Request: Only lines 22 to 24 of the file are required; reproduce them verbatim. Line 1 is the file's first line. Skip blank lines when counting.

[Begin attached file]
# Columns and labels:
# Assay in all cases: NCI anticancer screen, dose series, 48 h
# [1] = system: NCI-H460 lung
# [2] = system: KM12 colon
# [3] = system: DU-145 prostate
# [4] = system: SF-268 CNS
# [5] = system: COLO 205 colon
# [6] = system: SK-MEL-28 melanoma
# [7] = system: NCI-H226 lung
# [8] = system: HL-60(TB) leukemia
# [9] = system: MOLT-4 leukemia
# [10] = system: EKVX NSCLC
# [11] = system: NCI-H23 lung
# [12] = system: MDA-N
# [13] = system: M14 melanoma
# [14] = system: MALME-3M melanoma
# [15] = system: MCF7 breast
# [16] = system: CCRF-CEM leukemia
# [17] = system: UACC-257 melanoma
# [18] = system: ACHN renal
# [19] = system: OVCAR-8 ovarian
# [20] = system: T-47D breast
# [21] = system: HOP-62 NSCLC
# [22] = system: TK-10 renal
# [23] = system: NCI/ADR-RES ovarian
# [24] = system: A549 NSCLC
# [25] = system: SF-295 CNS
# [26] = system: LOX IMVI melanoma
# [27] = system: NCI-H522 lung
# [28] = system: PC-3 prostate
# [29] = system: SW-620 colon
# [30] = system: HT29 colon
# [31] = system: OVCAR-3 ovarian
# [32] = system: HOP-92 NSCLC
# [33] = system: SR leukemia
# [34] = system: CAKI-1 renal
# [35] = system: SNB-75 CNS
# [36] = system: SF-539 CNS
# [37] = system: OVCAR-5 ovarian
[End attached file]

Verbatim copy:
# [20] = system: T-47D breast
# [21] = system: HOP-62 NSCLC
# [22] = system: TK-10 renal